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What is EAL and how do we celebrate it at NAIS?

Peter Lang
Peter Lang (1 post) Year 5 Class Teacher View Profile

At NAIS Pudong we are rightly proud of our diversity and aim to celebrate each and every one of the nationalities and cultures that, together, form our collective identity. An identity that makes us proud to be together each day.  Supporting children from various backgrounds as all international schools do, creates a range of needs in the students that walk through our doors. Most of the children at NAIS Pudong are what we call EAL learners to some degree or another but what does EAL mean?


A learner of English as an additional language (EAL) is a pupil whose first language is other than English:

'First language is the language to which the child was initially exposed during early development and continues to use this language in the home and community. If a child acquires English subsequent to early development then English is not their first language no matter how proficient in it they become.'

Does that sound like your child?  For the vast majority of parents reading, your child would be considered an EAL learner at some level.  Learners will be at different stages of English language acquisition (from complete beginner to advanced bilingual), but even those at the same stage of English language acquisition will have different backgrounds and needs. For example, they will have had different previous experiences of schooling before they came to NAIS. Some will be literate in other languages and might already have developed concepts in other subjects, such as science and mathematics, through another language. Others will have had little or no formal education and might not be literate in any language. Some will be gifted and talented; others will have learning difficulties and/ or disabilities.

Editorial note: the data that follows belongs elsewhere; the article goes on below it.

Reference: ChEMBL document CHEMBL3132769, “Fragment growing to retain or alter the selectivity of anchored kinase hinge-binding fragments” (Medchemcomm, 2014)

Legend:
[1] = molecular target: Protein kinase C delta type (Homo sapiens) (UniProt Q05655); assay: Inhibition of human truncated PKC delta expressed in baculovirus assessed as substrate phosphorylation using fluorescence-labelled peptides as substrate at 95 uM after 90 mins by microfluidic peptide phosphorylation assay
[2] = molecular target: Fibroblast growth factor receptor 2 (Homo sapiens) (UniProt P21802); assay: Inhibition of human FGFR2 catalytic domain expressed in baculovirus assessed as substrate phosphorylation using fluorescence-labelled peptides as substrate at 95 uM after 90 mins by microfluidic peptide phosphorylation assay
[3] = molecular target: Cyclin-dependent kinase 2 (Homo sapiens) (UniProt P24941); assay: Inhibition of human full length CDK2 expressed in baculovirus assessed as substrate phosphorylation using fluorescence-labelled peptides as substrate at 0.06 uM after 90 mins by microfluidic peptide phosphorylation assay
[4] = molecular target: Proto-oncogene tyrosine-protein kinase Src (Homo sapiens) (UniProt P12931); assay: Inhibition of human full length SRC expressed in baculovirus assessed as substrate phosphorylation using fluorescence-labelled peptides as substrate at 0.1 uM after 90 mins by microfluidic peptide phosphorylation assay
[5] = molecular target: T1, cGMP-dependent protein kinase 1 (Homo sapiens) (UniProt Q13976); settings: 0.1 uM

In the Primary school, we run classes using the Cambridge English Qualifications to aid our learners’ development from what the Common European Framework of Reference (CEFR) terms as basic English development right through to the proficient level required by our successful IB learners at the other end of the language spectrum.


Of course, it is well known that learning a new language is generally quicker and easier when you are younger.  Having been at the school a long time, I can still remember a fresh-faced boy called Eric beginning my Year 1 Class with only a rudimentary grasp of the English language.  What a joy it was (although it made me feel quite old) to congratulate him on his perfect IB score of 45 when he graduated three years ago!

Even with success stories like this though, the question isn’t necessarily what can we do for the EAL learners?  Rather, it is what can they do for us?  We are lucky to have children from all over the World, each with a different story to tell.  Our job really is simply to give them the forum to enjoy telling it.